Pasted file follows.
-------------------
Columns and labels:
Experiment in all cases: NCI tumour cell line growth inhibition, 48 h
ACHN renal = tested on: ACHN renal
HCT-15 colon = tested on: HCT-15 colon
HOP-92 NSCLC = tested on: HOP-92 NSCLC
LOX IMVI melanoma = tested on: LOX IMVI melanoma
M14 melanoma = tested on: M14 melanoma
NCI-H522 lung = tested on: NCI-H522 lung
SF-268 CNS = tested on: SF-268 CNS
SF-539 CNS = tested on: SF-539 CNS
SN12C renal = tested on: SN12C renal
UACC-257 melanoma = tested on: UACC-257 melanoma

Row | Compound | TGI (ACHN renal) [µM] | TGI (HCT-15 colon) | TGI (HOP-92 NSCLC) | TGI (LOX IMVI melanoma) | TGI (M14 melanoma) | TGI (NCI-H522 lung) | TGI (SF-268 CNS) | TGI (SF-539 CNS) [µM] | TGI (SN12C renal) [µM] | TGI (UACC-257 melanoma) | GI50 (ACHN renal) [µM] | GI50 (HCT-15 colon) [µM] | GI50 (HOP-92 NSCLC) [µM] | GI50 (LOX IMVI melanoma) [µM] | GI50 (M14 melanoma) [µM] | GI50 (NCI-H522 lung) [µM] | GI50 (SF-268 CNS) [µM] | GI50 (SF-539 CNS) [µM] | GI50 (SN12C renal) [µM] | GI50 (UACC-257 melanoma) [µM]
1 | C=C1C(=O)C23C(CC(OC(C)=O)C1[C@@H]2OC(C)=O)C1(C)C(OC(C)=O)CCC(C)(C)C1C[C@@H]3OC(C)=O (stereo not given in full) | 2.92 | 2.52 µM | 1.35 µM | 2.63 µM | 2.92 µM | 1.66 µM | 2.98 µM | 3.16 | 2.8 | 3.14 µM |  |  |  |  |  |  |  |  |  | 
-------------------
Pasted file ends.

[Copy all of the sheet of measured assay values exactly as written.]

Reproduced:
Columns and labels:
Experiment in all cases: NCI tumour cell line growth inhibition, 48 h
ACHN renal = tested on: ACHN renal
HCT-15 colon = tested on: HCT-15 colon
HOP-92 NSCLC = tested on: HOP-92 NSCLC
LOX IMVI melanoma = tested on: LOX IMVI melanoma
M14 melanoma = tested on: M14 melanoma
NCI-H522 lung = tested on: NCI-H522 lung
SF-268 CNS = tested on: SF-268 CNS
SF-539 CNS = tested on: SF-539 CNS
SN12C renal = tested on: SN12C renal
UACC-257 melanoma = tested on: UACC-257 melanoma

Row | Compound | TGI (ACHN renal) [µM] | TGI (HCT-15 colon) | TGI (HOP-92 NSCLC) | TGI (LOX IMVI melanoma) | TGI (M14 melanoma) | TGI (NCI-H522 lung) | TGI (SF-268 CNS) | TGI (SF-539 CNS) [µM] | TGI (SN12C renal) [µM] | TGI (UACC-257 melanoma) | GI50 (ACHN renal) [µM] | GI50 (HCT-15 colon) [µM] | GI50 (HOP-92 NSCLC) [µM] | GI50 (LOX IMVI melanoma) [µM] | GI50 (M14 melanoma) [µM] | GI50 (NCI-H522 lung) [µM] | GI50 (SF-268 CNS) [µM] | GI50 (SF-539 CNS) [µM] | GI50 (SN12C renal) [µM] | GI50 (UACC-257 melanoma) [µM]
1 | C=C1C(=O)C23C(CC(OC(C)=O)C1[C@@H]2OC(C)=O)C1(C)C(OC(C)=O)CCC(C)(C)C1C[C@@H]3OC(C)=O (stereo not given in full) | 2.92 | 2.52 µM | 1.35 µM | 2.63 µM | 2.92 µM | 1.66 µM | 2.98 µM | 3.16 | 2.8 | 3.14 µM |  |  |  |  |  |  |  |  |  | 